Are the green shoots of recovery finally showing for Ralf Rangnick and Manchester United?

After a tough start to life at Old Trafford there are finally some encouraging signs for the interim manager.
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As the clock ticked towards injury-time at Old Trafford, there was a general air of frustration among the home supporters, a feeling that their side hadn’t pushed enough to find that late winner.

Three minutes later, and the stadium had gone berserk, as fans jubilantly celebrated Marcus Rashford’s stoppage-time winner against West Ham United.

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It proved to be Manchester United’s final touch of the ball, and the irritations of not just an afternoon, but an entire season, were evident in those post-match celebrations.

Without jumping on the bandwagon, this seemed like a significant moment in the Red Devils’ season, with Ralf Rangnick’s men suddenly jumping to fourth in the table, a position the German would happily settle for come the end of May.

Rashford’s late goal settled the three points for United. Credit: Getty.Rashford’s late goal settled the three points for United. Credit: Getty.
Rashford’s late goal settled the three points for United. Credit: Getty.

There is even a sense that finally his ideas are starting to get across to the players, that he has an idea of how this team should operate. That’s one loss in 10 games for the 63-year-old now, whose switch to a 4-3-3 shape has had an immediate effect on the team.

Scott McTominay, Fred and Bruno Fernandes all seem suited to this shape, even if it’s only a slight alteration from how Ole Gunnar Solskjaer structured his midfield.

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It’s in the centre where opposition sides have enjoyed so much domination across the course of the season, but that wasn’t the case on Saturday, with West Ham failing to really pull the strings or create significant attacks through the middle.

Admittedly, this is a Hammers side who were happy to sit deep and look to break, but United’s biggest criticism has been their deficiencies through the middle and, regardless of the opposition’s set-up, they weren’t evident at Old Trafford.

It wasn’t a happy return to Old Trafford for David Moyes. Credit: Getty.It wasn’t a happy return to Old Trafford for David Moyes. Credit: Getty.
It wasn’t a happy return to Old Trafford for David Moyes. Credit: Getty.

Nor did attackers Manuel Lanzini, Pablo Fornals or Michail Antonio really threaten the United defence, although Jarrod Bowen had a number of lively moments.

United also looked resolute at the back with Harry Maguire impressing on his return to the team, while Diogo Dalot continues to thrive at right-back. Even the pressure out of possession was improved in periods, and United did have extended spells on top against Aston Villa and Brentford in their last two games.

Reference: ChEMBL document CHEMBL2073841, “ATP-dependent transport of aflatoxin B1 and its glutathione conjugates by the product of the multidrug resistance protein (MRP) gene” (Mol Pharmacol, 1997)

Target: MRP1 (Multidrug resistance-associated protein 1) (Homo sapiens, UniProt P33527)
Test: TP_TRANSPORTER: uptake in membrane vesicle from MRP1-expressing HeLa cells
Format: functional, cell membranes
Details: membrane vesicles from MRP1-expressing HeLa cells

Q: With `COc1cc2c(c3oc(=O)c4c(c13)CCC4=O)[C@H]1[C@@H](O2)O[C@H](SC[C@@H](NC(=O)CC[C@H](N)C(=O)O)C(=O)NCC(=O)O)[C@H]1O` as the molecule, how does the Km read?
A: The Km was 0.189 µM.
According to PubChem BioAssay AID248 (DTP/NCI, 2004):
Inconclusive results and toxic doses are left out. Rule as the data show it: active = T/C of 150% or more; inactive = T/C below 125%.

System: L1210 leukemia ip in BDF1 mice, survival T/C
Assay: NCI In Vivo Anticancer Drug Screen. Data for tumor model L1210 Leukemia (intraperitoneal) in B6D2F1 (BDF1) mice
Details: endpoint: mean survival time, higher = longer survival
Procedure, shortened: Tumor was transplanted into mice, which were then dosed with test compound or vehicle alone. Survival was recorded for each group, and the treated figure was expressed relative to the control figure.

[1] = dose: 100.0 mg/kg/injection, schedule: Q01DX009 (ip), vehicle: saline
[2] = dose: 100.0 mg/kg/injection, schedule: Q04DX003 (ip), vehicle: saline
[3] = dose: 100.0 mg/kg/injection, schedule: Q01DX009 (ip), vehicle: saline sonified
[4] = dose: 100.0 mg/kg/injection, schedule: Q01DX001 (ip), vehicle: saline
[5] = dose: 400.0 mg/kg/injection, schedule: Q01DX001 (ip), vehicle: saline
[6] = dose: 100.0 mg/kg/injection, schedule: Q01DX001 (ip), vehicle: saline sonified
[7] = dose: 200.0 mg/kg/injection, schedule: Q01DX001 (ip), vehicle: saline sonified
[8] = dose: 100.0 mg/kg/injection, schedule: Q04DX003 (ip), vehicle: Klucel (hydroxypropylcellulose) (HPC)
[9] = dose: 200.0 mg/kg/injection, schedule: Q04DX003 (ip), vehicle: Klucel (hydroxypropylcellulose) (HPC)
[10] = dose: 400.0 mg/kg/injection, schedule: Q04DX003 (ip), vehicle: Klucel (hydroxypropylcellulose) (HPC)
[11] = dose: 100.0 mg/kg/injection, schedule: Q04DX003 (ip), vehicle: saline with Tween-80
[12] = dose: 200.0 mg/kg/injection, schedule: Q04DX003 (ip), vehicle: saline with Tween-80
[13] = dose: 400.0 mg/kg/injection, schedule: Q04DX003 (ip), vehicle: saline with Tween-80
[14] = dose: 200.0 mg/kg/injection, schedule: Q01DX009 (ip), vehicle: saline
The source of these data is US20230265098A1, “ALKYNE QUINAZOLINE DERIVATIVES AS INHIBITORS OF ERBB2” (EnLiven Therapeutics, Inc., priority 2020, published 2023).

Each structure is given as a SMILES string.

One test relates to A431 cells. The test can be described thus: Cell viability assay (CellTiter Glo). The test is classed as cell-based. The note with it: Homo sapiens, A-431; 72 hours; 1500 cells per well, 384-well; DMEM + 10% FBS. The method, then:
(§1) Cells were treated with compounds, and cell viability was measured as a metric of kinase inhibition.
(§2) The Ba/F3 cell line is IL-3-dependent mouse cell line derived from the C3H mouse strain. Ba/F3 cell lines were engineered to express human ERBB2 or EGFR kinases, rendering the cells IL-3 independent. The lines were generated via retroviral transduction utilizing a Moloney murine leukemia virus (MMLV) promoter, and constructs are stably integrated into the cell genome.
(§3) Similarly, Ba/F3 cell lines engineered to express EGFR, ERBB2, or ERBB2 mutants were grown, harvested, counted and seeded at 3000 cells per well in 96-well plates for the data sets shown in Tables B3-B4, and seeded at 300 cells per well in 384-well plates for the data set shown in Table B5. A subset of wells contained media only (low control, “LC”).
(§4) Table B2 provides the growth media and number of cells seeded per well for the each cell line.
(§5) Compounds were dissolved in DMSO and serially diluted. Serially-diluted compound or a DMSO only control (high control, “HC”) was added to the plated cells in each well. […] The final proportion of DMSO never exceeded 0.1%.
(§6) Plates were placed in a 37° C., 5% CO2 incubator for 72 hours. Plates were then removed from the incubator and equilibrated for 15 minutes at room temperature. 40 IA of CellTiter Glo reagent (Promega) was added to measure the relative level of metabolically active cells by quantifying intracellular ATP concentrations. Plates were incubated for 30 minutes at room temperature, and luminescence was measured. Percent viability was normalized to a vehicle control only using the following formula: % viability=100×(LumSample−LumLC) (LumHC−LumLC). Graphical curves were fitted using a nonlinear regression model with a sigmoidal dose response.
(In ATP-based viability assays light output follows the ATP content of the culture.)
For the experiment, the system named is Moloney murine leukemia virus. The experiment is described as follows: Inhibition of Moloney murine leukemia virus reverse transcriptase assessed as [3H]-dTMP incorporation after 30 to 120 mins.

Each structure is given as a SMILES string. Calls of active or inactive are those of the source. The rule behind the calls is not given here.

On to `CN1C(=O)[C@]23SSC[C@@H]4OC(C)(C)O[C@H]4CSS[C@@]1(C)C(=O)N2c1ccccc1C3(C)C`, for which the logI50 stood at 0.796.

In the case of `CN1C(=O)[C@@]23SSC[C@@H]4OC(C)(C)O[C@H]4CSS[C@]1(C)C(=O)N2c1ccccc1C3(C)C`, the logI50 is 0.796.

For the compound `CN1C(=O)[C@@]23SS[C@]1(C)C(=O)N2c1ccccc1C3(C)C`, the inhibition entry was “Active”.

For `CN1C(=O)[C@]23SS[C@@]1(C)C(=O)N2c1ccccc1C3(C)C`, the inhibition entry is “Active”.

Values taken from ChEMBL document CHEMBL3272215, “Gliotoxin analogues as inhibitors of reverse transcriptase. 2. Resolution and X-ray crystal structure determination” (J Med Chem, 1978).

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But for all the positives which have come from a switch to 4-3-3, it was the much-maligned 4-2-2-2 shape that ultimately saw United grab their winner on Saturday, with the Red Devils operating in that system after Rangnick’s late changes.

One of those was Anthony Martial, who did receive a few jeers as he came on, but even his cameo showing is a positive for United after Rangnick claimed just a week ago that he didn’t want to be selected in the team.

Martial made his first appearance under Rangnick. Credit: Getty.Martial made his first appearance under Rangnick. Credit: Getty.
Martial made his first appearance under Rangnick. Credit: Getty.

Martial even played a significant role in the goal, with the Frenchman receiving the ball from Cristiano Ronaldo, before laying it to fellow substitute Edinson Cavani, who crossed it to the waiting Rashford at the back post.

Rangnick celebrated with glee on the sidelines and must have taken some personal satisfaction in his 4-2-2-2 system finally showing it can, in fact, work in the right circumstances.

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The interim manager does deserve credit for the alteration. It may seem the obvious solution to throw attackers onto the pitch, but deploying them in a structure which can create and take chances is another matter.

It’s also the final match of this mini chapter in the season, with United now having a 13-day break until they’re next in action. That’s two weeks to bask in the glow of that Rashford winner, compared to the speculation and melancholy which have existed in previous international breaks this season.

It also gives Rangnick a first real extended spell on the training pitch to get his ideas across to the players following the fixture-heavy and Covid-impacted first month-and-a-half of his United tenure.

There’s no doubting this United squad is still capable of the most horrendous of collapses in the final months of the season, but after a campaign of such disappointment, suddenly the green shoots of recovery appear to be poking through.

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Had Rashford not netted late on, that feeling, and even this article, would be skewed differently, but he poked home at the back post and United won. The next challenge is building on this tentative momentum.

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